Alvin O. Thompson. Flight to Freedom: African Runaways and Maroons in the Americas. Mona: University of the West Indies Press, 2006. xi + 381 pp. Figures, notes, bibliography, index. $40.00 (paper), ISBN 978-976-640-180-1.
Alvin Thompson, professor of history at the University of the West Indies, Barbados, and an expert on Guyana, has written an impressive survey of the history of African slave runaways and marronage throughout the Americas. Interested readers in this field will need to go back nearly thirty years, to Richard Price's groundbreaking and indispensable _Maroon Societies: Rebel Slave Communities in the Americas_ (1979) to find a work of comparable scope and importance. Thompson builds upon Price's edited compilation by analyzing and synthesizing the best and most recently published research on the subject. This leads to a reassessment of interpretations that have informed discourse on marronage that is Pan-American in scope.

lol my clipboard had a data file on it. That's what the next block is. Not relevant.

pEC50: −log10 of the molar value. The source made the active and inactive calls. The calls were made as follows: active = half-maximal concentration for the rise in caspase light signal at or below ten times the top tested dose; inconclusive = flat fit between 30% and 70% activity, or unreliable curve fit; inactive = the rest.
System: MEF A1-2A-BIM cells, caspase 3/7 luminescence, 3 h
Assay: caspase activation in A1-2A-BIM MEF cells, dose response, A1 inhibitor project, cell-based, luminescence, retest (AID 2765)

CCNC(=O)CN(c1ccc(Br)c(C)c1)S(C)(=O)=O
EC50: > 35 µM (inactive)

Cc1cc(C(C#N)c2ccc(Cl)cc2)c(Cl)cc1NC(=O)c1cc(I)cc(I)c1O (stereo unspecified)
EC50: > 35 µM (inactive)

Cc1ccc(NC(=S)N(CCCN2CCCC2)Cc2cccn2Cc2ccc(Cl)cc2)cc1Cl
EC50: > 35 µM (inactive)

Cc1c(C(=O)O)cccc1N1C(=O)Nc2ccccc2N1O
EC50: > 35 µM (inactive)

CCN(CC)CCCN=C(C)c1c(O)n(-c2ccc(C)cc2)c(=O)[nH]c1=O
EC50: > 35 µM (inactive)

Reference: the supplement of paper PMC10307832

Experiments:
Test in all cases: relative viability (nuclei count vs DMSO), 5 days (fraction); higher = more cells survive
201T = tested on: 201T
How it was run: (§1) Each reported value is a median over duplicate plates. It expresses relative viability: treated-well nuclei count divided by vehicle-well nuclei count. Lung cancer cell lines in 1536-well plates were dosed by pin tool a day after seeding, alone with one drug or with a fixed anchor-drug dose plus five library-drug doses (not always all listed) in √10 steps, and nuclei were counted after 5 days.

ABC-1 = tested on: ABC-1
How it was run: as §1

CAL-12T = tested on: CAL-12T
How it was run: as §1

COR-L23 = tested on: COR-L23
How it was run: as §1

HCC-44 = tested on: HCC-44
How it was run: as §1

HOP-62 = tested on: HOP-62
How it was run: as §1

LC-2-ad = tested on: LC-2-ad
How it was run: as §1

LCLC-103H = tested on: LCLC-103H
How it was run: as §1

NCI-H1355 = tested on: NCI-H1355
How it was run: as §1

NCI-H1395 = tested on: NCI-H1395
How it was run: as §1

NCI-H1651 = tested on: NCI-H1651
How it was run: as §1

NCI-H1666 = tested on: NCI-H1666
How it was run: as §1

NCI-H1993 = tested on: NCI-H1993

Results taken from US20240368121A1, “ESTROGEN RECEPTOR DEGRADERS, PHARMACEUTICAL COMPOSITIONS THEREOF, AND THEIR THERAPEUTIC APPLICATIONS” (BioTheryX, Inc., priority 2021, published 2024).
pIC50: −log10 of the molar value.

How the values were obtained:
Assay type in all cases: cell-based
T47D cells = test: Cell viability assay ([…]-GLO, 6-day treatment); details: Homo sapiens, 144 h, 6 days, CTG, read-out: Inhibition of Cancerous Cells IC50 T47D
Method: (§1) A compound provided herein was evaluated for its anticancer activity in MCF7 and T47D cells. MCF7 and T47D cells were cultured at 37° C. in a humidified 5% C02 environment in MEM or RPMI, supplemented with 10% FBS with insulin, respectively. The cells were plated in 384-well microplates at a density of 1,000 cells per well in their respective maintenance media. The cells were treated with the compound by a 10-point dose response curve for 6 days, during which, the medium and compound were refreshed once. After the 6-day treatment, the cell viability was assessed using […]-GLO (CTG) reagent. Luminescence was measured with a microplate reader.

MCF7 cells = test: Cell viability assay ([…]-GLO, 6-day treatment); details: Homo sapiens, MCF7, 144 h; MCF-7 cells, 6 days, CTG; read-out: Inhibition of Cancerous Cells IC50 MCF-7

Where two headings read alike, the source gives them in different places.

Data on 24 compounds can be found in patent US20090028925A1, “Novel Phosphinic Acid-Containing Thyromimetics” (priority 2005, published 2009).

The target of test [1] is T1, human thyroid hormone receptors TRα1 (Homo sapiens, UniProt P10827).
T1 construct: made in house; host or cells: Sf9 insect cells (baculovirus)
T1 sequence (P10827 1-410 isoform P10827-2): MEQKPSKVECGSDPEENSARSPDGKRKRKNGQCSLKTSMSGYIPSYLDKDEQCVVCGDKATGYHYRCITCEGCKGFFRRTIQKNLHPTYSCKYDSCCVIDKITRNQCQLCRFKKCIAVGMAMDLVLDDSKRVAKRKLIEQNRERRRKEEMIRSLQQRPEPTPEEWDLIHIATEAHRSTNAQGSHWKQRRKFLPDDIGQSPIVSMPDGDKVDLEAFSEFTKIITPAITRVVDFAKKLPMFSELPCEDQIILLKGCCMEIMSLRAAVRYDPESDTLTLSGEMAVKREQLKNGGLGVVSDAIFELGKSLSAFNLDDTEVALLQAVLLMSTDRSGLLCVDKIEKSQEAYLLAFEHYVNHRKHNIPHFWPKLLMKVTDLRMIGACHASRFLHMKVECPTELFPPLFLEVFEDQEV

Thompson positions his book as an interpretive work focusing on the struggle for freedom of displaced and enslaved Africans. He concentrates on the most notable maroon societies--Palmares, Brazil; the Saramakas and Ndjukas of Suriname; San Basilio, Colombia; Esmeraldes, Ecuador; Le Maniel, on the border of Haiti and the Dominican Republic; and the Leewards and Windwards of Jamaica--but notes that marronage existed almost everywhere in the Americas. He supports his arguments with examples drawn from a wide range of additional communities. According to Thompson, "Maroon settlements constituted the first independent polities from European colonial rule, even if the authoritarian states did not recognize them as such at the time. They had their own independent political, economic and social structures, and occupied definitive land spaces that they often contested with the colonial powers and won" (p.13).